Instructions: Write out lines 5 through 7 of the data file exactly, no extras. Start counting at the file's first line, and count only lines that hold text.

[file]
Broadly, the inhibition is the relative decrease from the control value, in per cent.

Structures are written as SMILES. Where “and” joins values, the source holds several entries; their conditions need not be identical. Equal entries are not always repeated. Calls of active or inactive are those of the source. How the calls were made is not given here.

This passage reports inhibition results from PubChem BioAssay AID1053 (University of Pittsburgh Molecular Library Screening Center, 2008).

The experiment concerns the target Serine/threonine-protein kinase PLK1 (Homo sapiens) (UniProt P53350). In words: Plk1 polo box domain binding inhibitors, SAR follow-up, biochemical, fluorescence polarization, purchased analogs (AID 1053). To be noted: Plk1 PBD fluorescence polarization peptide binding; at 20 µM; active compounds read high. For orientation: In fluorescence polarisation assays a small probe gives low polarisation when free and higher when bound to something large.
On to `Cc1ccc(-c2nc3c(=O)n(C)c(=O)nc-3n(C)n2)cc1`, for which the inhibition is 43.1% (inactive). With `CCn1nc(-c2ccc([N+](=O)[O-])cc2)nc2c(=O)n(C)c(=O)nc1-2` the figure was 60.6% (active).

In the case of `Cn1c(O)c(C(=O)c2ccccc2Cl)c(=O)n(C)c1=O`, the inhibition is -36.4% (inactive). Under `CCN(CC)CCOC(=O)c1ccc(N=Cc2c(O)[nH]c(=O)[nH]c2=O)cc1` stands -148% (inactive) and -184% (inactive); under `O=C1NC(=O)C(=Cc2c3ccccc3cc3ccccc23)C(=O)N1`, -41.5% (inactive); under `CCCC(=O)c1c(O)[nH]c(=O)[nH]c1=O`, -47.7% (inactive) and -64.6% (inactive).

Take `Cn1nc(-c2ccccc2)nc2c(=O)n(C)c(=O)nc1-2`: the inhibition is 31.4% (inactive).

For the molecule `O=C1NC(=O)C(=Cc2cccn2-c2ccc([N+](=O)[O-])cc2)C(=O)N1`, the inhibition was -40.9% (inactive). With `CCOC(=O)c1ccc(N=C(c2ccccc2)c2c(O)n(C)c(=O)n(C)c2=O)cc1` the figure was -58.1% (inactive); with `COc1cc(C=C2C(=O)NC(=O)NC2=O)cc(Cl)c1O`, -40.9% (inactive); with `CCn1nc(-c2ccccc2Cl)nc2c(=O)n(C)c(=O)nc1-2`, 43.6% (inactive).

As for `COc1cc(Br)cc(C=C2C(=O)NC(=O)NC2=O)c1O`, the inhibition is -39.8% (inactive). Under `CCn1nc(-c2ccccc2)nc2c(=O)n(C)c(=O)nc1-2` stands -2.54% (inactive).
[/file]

On to `Cc1ccc(-c2nc3c(=O)n(C)c(=O)nc-3n(C)n2)cc1`, for which the inhibition is 43.1% (inactive). With `CCn1nc(-c2ccc([N+](=O)[O-])cc2)nc2c(=O)n(C)c(=O)nc1-2` the figure was 60.6% (active).

In the case of `Cn1c(O)c(C(=O)c2ccccc2Cl)c(=O)n(C)c1=O`, the inhibition is -36.4% (inactive). Under `CCN(CC)CCOC(=O)c1ccc(N=Cc2c(O)[nH]c(=O)[nH]c2=O)cc1` stands -148% (inactive) and -184% (inactive); under `O=C1NC(=O)C(=Cc2c3ccccc3cc3ccccc23)C(=O)N1`, -41.5% (inactive); under `CCCC(=O)c1c(O)[nH]c(=O)[nH]c1=O`, -47.7% (inactive) and -64.6% (inactive).

Take `Cn1nc(-c2ccccc2)nc2c(=O)n(C)c(=O)nc1-2`: the inhibition is 31.4% (inactive).